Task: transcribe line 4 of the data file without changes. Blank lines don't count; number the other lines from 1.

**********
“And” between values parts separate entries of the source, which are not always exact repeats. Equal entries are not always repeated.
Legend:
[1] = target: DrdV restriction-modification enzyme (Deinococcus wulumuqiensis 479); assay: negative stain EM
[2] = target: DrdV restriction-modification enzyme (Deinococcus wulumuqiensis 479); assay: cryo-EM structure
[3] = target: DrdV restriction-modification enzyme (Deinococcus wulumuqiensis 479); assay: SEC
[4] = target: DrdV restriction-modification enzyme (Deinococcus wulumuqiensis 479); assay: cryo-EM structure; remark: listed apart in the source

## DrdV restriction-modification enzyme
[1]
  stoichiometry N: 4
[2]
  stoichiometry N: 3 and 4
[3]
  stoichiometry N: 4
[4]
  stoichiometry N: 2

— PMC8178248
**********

[2] = target: DrdV restriction-modification enzyme (Deinococcus wulumuqiensis 479); assay: cryo-EM structure